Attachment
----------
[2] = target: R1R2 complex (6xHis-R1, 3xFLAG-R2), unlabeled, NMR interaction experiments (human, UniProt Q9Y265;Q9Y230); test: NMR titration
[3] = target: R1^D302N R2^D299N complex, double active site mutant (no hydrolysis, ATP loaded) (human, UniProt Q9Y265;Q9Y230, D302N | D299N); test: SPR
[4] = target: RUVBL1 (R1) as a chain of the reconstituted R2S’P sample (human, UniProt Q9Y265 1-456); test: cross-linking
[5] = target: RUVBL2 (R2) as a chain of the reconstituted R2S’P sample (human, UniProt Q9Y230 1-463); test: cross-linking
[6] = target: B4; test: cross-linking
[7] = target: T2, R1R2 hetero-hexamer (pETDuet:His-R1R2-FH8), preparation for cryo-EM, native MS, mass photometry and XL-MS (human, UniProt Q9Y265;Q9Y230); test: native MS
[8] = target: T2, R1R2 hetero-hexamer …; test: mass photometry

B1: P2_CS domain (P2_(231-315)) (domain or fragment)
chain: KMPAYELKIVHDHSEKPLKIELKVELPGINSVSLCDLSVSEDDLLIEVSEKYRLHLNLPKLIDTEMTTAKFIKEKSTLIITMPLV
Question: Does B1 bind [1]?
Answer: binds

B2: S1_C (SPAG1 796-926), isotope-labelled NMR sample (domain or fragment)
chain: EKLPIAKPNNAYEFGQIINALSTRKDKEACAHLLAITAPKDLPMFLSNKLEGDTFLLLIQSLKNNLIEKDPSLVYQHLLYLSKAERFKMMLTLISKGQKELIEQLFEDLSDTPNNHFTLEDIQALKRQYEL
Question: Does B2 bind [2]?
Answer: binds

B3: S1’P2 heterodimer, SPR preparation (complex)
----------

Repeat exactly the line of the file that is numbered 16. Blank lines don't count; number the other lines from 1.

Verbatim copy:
B3: S1’P2 heterodimer, SPR preparation (complex)